posted by ocherdraco at 8:42 AM on August 11, 2009


I don't know what your relationship to the CEO is like, but would it be out of the question to invite him to lunch to discuss your time with the station and the fact that you're interested in staying long-term?

Could you schedule a meeting to discuss some of the work you're doing with the CEO and/or some of the other top-level people at the station?

While notes are welcome, I've found that, in the various business settings in which I've worked, face-to-face communication is attempted infrequently, and is almost always appreciated.
posted by xingcat at 8:43 AM on August 11, 2009


Show up early. Stay late. When you're done, write a nice letter thanking the CEO for the opportunity and very softly mentioning that "if they ever need anyone again..."

Don't mention the permanent job you know is coming up. Let that be a happy coincidence that he discovers.
posted by rokusan at 8:52 AM on August 11, 2009


Seconding the engagement bit.
Show an active interest in things 'just above' your current role and responsibilities. Showing initiative with a thank you note is a good idea as well.
I
posted by BrodieShadeTree at 12:55 PM on August 11, 2009


Slight contrast to what rokusan says (though most of the message is right on):

You want "keeping" you to be an easy decision/action. Waiting til right at the end to make a move almost certainly means that paperwork has been filed and your status has been confirmed as gone. This is fine, and easy enough to undo, but it is a lot easier to use (or at least give the opportunity for) the "less effort/paperwork" option.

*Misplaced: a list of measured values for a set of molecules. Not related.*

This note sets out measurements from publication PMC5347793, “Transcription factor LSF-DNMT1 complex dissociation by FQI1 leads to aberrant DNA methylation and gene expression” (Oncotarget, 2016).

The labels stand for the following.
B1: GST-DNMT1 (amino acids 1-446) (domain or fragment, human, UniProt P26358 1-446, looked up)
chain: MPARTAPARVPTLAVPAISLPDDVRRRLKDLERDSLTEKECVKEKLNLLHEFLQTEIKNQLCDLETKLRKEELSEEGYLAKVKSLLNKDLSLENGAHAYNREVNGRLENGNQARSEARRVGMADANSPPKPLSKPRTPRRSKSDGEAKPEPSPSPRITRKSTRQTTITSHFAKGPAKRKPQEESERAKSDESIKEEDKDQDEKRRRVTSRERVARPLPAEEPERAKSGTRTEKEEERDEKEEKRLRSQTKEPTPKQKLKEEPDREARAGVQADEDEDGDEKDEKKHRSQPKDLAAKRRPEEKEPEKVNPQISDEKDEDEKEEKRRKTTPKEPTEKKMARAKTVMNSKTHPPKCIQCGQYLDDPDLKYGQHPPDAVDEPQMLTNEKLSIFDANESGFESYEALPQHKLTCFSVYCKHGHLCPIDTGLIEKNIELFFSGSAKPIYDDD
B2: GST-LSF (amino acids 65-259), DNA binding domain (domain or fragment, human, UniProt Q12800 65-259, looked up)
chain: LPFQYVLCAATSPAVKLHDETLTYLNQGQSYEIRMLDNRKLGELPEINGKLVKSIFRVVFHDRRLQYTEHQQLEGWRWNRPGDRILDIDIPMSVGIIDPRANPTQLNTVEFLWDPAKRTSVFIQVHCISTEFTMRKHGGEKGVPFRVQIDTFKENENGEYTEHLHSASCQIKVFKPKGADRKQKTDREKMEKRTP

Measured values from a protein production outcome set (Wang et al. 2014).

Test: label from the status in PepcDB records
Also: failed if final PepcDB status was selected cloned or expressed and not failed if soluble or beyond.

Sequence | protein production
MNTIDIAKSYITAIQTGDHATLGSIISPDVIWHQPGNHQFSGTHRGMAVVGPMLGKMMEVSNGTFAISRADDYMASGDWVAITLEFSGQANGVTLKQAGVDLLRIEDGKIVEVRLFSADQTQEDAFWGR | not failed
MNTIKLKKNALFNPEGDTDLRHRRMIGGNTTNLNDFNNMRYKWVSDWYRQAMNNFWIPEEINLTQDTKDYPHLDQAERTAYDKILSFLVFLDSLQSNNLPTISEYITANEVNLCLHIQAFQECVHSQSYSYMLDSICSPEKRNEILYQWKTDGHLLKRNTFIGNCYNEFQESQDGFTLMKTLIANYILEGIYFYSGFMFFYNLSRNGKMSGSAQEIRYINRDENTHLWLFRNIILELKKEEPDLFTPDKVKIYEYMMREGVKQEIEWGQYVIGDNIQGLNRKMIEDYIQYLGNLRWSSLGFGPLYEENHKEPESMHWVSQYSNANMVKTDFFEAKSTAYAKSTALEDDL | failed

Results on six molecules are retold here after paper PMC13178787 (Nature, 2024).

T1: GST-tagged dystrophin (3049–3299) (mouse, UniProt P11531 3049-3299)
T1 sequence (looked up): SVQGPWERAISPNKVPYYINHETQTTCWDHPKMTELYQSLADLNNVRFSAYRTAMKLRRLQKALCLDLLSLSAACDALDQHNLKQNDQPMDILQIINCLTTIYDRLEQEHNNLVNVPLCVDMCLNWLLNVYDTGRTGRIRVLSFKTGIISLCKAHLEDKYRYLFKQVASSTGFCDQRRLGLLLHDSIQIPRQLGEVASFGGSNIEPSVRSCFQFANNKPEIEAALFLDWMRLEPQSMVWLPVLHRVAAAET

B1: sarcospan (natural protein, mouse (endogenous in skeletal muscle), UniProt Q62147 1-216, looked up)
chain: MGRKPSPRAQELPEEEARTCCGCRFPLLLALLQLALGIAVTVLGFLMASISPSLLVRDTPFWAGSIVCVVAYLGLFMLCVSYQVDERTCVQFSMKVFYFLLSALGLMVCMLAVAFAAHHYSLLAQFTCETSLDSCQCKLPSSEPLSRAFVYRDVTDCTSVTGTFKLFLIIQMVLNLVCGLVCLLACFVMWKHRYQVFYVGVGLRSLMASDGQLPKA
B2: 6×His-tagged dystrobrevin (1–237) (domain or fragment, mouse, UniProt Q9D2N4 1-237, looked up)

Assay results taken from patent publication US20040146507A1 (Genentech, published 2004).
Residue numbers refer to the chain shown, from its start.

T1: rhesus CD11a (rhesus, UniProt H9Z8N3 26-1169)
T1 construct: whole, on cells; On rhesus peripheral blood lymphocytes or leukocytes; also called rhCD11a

Deliver the thank you note now (or soon). Anyone with a meaningfully supervisory role over you should get a note or a quick meeting.

Themes:
-It was great working here, I really loved the experience
-Is there anything I should be doing to tie up loose ends before I go?
-I am sad to go, please do not hesitate to give me a call if you need any such help in the future
-Thank you for everything, best of luck!

If you do this stuff now, the powers that be have the information and the time to make it happen before the last day. It will be a happy coincidence, and just in time! You also take a pro-active stance in keeping other would-be suitors at bay.
posted by milqman at 12:59 PM on August 11, 2009


I agree with most of what has already been advised! Here's something to keep in mind: When writing the thank you note, be sure to mention what you learned/how you grew and how this benefits them. Good or bad, most people think in terms of how things will affect themselves (a justifiably instinctual consideration). Tell them how you're going to use what you learned about the company, or better, in terms of skill, and how you're going to knock their socks off with it in the future (if they choose to hire you full-time).

Best of luck!
posted by platosadvocate at 9:12 PM on August 11, 2009


Doing the best work you can, etc., is honorable, but it in no way conveys that you are interested in a permanent position. Neither does a warm thank you note. For all the CEO knows, you love being a freelancer. Make an appointment with the CEO to discuss your future at the company. Don't focus on how happy you would be or what you personally need. Instead, tell him how you will add value, and then ask him directly for whatever position you envision for yourself.
posted by Wordwoman at 10:18 PM on August 11, 2009 [1 favorite]